Tuesday, 29 April 2008

Places I have seen (part 1) with a little history as well

Hi everyone

Just thought I would post some posts about my sightseeings so far and because there is a lot of history behind these places, thought I would include that as well. Sorry if its gets too boring, hopefully the pictures will make it interesting.


Trafalgar Square is a square in London, England that commemorates the Battle of Trafalgar (The Battle of Trafalgar (1805) (was a naval battle west of Cape Trafalgar in the province of Cádiz in south-west Spain. In the Battle of Trafalgar, a British fleet of 27 ships of the line defeated an allied French and Spanish fleet of 33 ships of the line on 21 October 1805 in the most decisive naval engagement of the Napoleonic Wars. The French and Spanish lost 22 ships, while the British lost none. The British commander Admiral Lord Nelson died late in the battle. Since then he has been considered one of Britain's greatest naval heroes) a British naval victory of the Napoleonic Wars. The original name was to have been "King William the Fourth's Square", but George Ledwell Taylor suggested the name "Trafalgar Square".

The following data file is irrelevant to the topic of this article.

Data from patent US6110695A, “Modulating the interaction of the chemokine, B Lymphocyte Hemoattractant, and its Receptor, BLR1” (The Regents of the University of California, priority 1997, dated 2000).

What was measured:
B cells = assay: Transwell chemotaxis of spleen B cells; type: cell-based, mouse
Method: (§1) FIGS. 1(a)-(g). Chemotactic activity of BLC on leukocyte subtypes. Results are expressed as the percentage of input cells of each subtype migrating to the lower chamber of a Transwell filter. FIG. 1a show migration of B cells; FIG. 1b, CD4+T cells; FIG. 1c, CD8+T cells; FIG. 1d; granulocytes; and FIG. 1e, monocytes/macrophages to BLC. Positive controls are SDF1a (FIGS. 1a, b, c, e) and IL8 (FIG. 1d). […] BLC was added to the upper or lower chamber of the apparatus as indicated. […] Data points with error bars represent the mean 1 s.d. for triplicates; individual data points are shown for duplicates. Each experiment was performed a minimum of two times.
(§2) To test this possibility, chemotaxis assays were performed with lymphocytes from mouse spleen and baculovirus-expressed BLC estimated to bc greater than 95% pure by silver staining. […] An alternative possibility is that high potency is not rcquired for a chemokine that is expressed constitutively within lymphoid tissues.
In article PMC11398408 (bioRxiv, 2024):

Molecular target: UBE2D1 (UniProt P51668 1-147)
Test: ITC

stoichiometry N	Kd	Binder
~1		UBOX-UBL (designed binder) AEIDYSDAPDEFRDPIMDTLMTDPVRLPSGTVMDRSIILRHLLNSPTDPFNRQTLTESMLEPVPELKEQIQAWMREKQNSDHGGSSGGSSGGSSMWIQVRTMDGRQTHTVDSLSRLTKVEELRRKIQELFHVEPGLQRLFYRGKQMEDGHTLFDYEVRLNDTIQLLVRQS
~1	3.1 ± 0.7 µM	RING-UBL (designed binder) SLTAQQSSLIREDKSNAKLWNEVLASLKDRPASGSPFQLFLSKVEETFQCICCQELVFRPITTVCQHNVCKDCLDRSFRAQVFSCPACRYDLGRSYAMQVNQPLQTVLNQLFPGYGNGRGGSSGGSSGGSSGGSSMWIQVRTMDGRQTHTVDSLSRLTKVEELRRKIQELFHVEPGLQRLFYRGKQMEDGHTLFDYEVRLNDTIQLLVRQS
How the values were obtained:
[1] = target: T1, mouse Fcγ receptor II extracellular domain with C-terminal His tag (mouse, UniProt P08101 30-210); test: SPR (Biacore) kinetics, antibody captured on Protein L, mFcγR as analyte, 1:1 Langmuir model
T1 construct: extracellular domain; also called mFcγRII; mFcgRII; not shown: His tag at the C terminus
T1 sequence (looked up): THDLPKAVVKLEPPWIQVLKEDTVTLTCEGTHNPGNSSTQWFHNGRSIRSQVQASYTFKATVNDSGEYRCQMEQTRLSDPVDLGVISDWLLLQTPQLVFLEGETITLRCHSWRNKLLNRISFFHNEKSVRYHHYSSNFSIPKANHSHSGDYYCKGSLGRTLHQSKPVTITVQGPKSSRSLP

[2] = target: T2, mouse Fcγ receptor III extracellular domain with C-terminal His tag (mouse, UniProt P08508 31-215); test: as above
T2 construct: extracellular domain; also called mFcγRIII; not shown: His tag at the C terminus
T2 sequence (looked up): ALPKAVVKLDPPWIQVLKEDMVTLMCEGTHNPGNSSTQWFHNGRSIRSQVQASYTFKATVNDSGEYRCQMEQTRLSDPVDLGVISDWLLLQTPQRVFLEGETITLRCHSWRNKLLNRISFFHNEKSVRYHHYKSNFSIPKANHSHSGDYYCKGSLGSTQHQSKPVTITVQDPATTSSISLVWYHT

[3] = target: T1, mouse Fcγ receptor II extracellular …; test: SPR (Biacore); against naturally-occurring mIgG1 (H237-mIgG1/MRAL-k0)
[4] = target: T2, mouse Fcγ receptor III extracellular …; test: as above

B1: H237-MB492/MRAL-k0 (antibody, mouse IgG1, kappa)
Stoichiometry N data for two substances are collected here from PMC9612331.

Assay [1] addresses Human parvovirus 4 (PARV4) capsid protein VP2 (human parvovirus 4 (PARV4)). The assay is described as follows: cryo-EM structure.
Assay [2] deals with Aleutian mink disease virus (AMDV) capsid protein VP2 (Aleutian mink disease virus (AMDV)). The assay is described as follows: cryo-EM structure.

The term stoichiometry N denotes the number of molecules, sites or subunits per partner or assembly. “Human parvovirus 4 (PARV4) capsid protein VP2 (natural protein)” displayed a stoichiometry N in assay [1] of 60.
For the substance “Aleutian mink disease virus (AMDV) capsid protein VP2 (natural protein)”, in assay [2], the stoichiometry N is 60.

The northern area of the square had been the site of the
King's Mews since the time of Edward I, while the southern end was the original Charing Cross, where the Strand from the City met Whitehall, coming north from Westminster. As the midpoint between these twin cities, Charing Cross is to this day considered the heart of London, from which all distances today are measured.

In the 1820s the Prince Regent engaged the landscape architect John Nash to redevelop the area. Nash cleared the square as part of his Charing Cross Improvement Scheme. The present architecture of the square is due to Sir Charles Barry and was completed in 1845.

The square, a popular site for political
demonstrations, is the site of Nelson's Column as well as other statues and sculptures of note.

Nelson's column

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